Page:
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Mackenzie, Miss Edgeworth, and Mr Roscoe, shew that they have caught, in a greater or less degree, the vigour, precision, and dignity, as well as the splendour, expansion, and harmony, which characterize the style of Johnson. Aspiring genius, aiming at composition in history, criticism, and philosophy,in each succeeding generation, will adopt his rich and nervous style with advantage, as it harmonizes most happily with topics of weight, splendour, and dignity. But let men of moderate conceptions beware of ill-judged imitations, Their attempt to copy his language is Salmoneus thundering at Elis, or a mortal wielding the spear of Achilles. It is to raise a melancholy contrast between the slimness of the thought, and the capacity of the expression ; to cover the bead of a pigmy with the casque of a giant *.

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* The “ Criticism on Gray's Elegy” is exempted from the censure of the professed imitations of the form rather than the spirit of his style, as it has not only the peculiarities of his phraseology, but the prominent features of his style of criticism. Dr Burrowes's essay on his style in the “ Transactions of the Irish Academy," vo.. i. furnishes an example of it.

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As a poet, his merit, though considerable, yet falls far short of that which he has displayed in those departments of literature in which we have surveyed him. As far as strength of expression, fertility of invention, and abundance of imagery, constitute poetry, he is much more a poet in his prose works than in his metrical compositions. Passion, to the merit of which he was blind and uncharitable, is so much the soul and essence of poetry, that without it rhyme and metre are vain. There may be smoothness, syllabic arrangment, and good sense in a metrical composition ; but there can be no true poetry without imagery, warm expression, and an enthusiasm which intoxicates the reader, lifts him above the ground, and makes him forget that he is mortal. Ratiocination prevailed in Johnson much more than sensibility. He has no daring sublimities nor gentle graces. He never glows with the enthusiasm of inspiration, nor kindles a sympathetic emotion in the bosom of his reader. He makes no excursions “ beyond the visible diurnal sphere,” por “ es

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says knowledge denied to ears of flesh and blood." He never strays beyond the walks of mere modern life, back to the regions of Gothic fancy, the dominions of pure poetry. He constantly addresses himself to the understanding. His poems are the plain and sensible effusions of a mind never hurried beyond itself, to which the use of rhyme adds no beauty, and from which the use of prose would detract no force. His versification is correct, splendid, and harmonious, but his pauses are not sufficiently varied to secure him from the imputation of monotony. He seems never at a loss for rhyme, or destitute of a proper expression. The purity and energy of the diction, and the weight and compression of the sentiment, appear admirably adapted to didactic, ethic, and satiric poetry, for which his powers were equally, and perhaps alone qualified. These observations do not detract from his merit, as the professed disciple of Pope, rather than of Milton. Judging of his Irene, the Imitations of Juvenal, the Prologue on the opening of Drury-lane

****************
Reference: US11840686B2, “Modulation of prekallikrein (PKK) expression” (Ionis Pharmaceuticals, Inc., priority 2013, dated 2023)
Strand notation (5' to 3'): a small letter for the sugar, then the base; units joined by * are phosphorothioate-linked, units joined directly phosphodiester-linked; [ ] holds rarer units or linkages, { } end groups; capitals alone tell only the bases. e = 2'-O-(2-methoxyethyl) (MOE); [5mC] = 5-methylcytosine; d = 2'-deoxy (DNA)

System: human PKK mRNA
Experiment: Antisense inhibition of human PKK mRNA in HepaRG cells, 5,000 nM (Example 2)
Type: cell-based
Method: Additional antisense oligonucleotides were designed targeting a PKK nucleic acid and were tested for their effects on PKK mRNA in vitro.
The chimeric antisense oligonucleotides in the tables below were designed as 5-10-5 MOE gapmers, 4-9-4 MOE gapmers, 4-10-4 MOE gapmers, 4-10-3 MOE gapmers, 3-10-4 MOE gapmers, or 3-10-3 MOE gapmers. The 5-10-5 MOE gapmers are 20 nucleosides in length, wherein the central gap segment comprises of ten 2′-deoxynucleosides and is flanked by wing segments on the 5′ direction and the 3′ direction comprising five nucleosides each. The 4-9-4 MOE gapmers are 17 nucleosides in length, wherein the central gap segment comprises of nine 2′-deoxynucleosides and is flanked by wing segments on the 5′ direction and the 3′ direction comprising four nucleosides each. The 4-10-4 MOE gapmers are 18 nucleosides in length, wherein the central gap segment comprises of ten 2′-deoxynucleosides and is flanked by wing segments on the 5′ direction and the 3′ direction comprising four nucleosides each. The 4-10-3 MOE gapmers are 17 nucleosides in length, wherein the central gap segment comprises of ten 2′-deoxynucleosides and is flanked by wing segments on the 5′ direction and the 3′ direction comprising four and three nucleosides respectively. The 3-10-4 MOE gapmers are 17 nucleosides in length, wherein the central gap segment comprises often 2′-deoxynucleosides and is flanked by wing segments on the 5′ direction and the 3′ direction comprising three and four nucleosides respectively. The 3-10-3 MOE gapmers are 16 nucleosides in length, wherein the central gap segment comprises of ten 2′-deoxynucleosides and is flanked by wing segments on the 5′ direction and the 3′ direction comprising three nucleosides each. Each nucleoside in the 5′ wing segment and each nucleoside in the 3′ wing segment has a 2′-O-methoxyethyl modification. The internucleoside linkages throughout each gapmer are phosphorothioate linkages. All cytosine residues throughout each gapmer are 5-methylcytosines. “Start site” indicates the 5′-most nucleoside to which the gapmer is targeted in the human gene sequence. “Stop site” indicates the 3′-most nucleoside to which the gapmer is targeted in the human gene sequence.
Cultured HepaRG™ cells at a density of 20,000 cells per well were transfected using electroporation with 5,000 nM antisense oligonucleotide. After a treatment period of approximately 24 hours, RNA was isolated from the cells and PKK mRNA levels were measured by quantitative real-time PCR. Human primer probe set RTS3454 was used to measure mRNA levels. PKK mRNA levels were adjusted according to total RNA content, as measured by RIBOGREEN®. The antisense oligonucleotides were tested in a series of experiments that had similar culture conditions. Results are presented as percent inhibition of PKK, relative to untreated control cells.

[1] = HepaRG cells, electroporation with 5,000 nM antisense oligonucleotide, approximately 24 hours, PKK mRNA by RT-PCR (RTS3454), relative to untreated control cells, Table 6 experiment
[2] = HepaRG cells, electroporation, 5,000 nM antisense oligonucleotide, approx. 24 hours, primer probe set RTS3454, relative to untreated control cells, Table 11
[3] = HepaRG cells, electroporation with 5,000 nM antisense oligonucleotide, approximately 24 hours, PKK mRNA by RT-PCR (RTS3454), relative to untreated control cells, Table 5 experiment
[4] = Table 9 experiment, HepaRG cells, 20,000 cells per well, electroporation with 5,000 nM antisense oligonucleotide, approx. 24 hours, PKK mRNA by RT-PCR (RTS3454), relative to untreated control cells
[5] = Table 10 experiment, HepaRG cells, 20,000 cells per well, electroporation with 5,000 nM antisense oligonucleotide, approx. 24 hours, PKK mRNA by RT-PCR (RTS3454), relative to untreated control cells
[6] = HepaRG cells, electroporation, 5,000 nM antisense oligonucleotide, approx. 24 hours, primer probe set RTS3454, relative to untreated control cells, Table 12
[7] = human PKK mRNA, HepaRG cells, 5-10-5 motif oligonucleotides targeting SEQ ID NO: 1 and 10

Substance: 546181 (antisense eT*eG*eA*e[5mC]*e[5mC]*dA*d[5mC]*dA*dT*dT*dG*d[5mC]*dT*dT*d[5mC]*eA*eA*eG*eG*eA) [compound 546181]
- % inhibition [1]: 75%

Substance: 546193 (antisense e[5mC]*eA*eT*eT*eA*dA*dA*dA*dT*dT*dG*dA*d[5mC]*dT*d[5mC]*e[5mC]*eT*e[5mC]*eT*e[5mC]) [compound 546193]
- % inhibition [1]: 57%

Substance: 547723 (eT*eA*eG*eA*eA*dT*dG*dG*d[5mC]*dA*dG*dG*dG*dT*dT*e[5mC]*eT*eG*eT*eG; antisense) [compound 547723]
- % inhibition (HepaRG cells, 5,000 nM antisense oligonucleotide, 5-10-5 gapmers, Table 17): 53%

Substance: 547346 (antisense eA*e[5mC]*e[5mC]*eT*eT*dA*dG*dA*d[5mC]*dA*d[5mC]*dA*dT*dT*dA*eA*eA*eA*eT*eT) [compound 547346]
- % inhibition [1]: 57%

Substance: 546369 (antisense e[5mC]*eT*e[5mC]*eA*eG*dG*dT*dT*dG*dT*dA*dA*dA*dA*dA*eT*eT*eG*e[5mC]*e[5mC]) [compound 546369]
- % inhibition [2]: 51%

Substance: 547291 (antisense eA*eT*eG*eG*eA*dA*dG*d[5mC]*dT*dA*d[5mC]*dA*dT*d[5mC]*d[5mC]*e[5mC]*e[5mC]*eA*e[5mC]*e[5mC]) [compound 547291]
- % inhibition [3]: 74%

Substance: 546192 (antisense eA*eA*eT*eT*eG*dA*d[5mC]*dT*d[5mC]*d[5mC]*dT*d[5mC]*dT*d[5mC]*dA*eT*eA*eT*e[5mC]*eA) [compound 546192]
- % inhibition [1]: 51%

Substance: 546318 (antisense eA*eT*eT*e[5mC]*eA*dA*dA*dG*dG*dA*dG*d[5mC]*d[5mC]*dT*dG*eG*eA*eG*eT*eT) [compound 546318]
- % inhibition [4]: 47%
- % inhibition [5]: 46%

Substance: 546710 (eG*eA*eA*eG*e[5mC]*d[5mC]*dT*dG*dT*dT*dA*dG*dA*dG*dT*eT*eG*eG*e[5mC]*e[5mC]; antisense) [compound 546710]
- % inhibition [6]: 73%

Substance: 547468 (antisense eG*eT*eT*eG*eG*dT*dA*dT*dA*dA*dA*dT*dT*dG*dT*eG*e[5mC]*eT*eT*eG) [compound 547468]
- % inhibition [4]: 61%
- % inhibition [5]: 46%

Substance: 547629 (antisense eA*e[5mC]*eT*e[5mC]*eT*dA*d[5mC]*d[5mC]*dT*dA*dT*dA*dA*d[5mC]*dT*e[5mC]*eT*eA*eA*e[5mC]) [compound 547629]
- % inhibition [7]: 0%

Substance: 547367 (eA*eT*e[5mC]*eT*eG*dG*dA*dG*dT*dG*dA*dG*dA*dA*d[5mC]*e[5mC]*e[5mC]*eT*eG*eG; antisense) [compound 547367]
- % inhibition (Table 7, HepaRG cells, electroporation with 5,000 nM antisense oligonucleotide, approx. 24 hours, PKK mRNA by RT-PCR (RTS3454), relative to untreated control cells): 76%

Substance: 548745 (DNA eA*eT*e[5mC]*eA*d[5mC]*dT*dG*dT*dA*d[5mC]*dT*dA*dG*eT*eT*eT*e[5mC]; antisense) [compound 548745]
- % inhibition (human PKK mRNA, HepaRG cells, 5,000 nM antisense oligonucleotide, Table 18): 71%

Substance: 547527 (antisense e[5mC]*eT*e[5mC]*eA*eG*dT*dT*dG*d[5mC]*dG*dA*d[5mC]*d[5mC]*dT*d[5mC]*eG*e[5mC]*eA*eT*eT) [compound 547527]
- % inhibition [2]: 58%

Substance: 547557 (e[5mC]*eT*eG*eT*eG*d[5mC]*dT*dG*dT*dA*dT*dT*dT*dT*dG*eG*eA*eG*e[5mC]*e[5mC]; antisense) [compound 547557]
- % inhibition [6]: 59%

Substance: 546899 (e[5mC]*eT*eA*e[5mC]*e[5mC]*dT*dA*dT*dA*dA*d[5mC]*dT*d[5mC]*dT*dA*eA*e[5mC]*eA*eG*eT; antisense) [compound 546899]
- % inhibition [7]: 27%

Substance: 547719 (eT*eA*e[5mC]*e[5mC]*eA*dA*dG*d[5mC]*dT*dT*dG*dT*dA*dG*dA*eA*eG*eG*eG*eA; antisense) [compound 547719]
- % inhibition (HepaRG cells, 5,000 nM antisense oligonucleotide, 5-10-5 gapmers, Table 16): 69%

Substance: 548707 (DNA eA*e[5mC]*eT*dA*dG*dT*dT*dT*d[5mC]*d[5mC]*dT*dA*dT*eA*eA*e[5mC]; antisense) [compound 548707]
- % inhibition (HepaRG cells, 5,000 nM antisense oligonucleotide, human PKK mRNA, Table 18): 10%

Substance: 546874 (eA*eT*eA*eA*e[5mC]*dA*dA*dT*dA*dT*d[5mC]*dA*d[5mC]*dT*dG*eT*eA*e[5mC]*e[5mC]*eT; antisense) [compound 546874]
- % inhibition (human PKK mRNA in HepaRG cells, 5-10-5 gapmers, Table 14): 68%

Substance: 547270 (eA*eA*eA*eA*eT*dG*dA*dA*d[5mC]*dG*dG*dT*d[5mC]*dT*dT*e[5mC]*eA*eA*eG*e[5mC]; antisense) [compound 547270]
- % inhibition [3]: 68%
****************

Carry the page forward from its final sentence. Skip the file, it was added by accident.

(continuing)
Theatre, and the stanzas on the death of Mr Ro. bert Levett, by his own poetical standard, we may claim for him a distinguished place in the school of the great “ poet of reason," and “ the prince of rhyme.”

The tragedy of Irene may be considered as the greatest effort of his genius. The substance of the story is shortly this : In 1453, Mahomet the Great, first emperor of the Turks, laid siege to Constantinople; and having reduced the place, became enamoured of a fair Greek, whose name was Irene. The sultan invited her to embrace the law of Mahomet, and to grace his throne. Enraged at this intended marriage, the janizaries formed a conspiracy to dethrone the emperor. To avert the impending danger, Ma. homet, in a full assembly of the grandees, s catching with one hand,” as Knolles expresses it, “ the fair Greek by the hair of her head, and drawing his faulchion with the other, he, at one blow, struck off her head, to the great terror of them all ; and having 50 done, said unto them, “ Now, by this, judge whether your emperor is able to bridle his affections or not.” The story is simple, and it remained for Johnson to amplify it with proper episodes, and give it complication and variety. But he has altered the character and catastrophe, which he found in the historian, so as to diminish the dramatic effect. Many faults may be found with the conduct of the fable. The principal one is, that the plot is double, and has the most striking faults of such a fable ; for it divides. the spectator's attention and regard between characters whose interests are opposite, and whose happiness or misery is made to depend upon the same events. We cannot hope the escape of Demetrius and Aspasia, without dreading the condemnation of Irene ; and our wishes as to each, operating in contradiction, must diminish our concern for both. The catastrophe, which is made to depend upon the fate of Irene, is meanly worked up. It is brought about too suddenly, without a due connection with preparatory incidents, and at the very moment when we have not lei.

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